Housing Markets

A TV shows began to reflect the popularity of investing in

homes. Investors could tune in to “Flip This House,” then

switch channels and watch “Flip That House.”

In post-World War II U.S. history, there have been three barriers

to buying a first home: a down payment, a job and good


But early in this decade, the desperate search for yield

prompted investors to buy riskier mortgages. Lenders had a

new way of doing business. No job? No credit? No cash? No

problem! They began making 100 percent loans without documenting

borrower financials. Traditional risk management

and mortgage underwriting standards that had served well for

decades were swept aside.

This new type of mortgage lender went by the name of Wall

Street. Mr. Street did not need Fannie Mae and Freddie Mac

After the Fallout

By Mark G. Dotzour

A year has gone by since the real estate mortgage markets

experienced the first day of “nuclear winter.”

For three or four years prior to July 2007, the credit markets

for real estate lending were on fire. The thinking among the

“smart money” on Wall Street was that under modern central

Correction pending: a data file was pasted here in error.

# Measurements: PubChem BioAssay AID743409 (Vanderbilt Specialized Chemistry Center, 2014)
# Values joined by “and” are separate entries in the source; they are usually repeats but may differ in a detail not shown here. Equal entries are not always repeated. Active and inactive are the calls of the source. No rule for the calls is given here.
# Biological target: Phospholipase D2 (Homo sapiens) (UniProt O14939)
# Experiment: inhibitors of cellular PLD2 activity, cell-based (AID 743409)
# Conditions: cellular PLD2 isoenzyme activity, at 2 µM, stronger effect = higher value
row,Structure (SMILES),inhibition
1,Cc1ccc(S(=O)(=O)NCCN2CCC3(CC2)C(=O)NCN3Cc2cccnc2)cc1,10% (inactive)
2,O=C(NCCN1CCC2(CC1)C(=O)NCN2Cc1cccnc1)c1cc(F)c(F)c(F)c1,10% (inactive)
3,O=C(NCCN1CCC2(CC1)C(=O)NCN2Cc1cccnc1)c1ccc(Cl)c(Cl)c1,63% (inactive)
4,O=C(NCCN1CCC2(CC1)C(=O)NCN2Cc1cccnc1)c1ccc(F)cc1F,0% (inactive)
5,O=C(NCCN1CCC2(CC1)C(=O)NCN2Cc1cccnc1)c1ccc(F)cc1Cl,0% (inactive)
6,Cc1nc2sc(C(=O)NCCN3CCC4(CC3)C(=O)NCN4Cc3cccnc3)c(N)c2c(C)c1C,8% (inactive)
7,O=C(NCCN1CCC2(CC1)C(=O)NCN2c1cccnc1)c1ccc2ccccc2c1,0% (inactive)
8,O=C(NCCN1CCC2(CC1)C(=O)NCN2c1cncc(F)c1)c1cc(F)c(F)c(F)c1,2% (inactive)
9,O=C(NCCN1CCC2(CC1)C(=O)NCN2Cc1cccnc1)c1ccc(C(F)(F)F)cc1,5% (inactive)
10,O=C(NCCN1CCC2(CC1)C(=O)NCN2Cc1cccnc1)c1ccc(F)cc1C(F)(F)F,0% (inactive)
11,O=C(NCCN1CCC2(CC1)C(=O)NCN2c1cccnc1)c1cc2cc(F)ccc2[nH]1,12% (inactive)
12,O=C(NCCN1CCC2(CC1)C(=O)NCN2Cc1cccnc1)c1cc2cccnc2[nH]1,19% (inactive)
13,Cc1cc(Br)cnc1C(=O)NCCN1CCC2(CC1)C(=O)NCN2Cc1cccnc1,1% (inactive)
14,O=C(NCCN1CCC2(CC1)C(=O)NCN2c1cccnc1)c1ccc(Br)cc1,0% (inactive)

bank policies, risk was a thing of the past. The economy would

still move up and down, but in much gentler waves, and when

things got rough, the Fed could fix it.

“Fix-It” Fed

Remember the Y2K crisis? The Fed fixed it. Remember

the stock market difficulties after 9/11? The Fed fixed them.

Remember the 1998 Russian ruble crisis and the ensuing credit

market turmoil it caused? The Fed fixed it. Even when the

stock market crashed in October 1987, the Fed fixed it.

These examples prove the Fed will not tolerate more than

minimal corrections in the U.S. economy. Investors have

now succumbed to the notion of “The Greenspan Put.”

This catchy little phrase essentially means there is

no longer any risk in the markets that the Fed cannot

fix by lowering interest rates.

When global investors perceive no risk,

investment capital flows everywhere. Investment

prices go up and yields go down. Cap

rates on real estate hit record lows. In this

kind of environment, how do investors

find higher yield? The answer

is that they take on more risk. They

make home loans to people who cannot

afford to pay them back. Then they

sell those loans to investors who do not

know what they are buying. The profits

roll in.

Housing Wheel of Good Fortune

This new “no risk” era has had a remarkable

impact on the housing market. Prices

started rising and suddenly homes were

no longer just places to live — they became

investments as well. As prices continued to

escalate, investors figured if one house

was a good investment,

why not buy more?

underwriting guidelines because he did not sell his loans to

Fannie and Freddie. He sold them to all kinds of investors all

over the world. These loans were supposed to be virtually riskfree,

rated AAA by the most reputable ratings agencies.

In 2006, prices stopped going up. Then they started to decline.

Some people stopped paying their mortgages. Suddenly,

investors decided not to buy more U.S. residential mortgages